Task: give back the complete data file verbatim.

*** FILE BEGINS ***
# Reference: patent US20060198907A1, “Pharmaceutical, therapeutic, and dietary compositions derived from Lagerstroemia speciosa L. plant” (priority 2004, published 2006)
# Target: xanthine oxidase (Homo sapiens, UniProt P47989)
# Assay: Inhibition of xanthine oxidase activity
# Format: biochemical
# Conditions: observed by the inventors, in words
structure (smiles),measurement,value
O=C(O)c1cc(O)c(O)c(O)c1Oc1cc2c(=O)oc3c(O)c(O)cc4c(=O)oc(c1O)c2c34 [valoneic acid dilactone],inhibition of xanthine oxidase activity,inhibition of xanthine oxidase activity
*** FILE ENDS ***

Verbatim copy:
# Reference: patent US20060198907A1, “Pharmaceutical, therapeutic, and dietary compositions derived from Lagerstroemia speciosa L. plant” (priority 2004, published 2006)
# Target: xanthine oxidase (Homo sapiens, UniProt P47989)
# Assay: Inhibition of xanthine oxidase activity
# Format: biochemical
# Conditions: observed by the inventors, in words
structure (smiles),measurement,value
O=C(O)c1cc(O)c(O)c(O)c1Oc1cc2c(=O)oc3c(O)c(O)cc4c(=O)oc(c1O)c2c34 [valoneic acid dilactone],inhibition of xanthine oxidase activity,inhibition of xanthine oxidase activity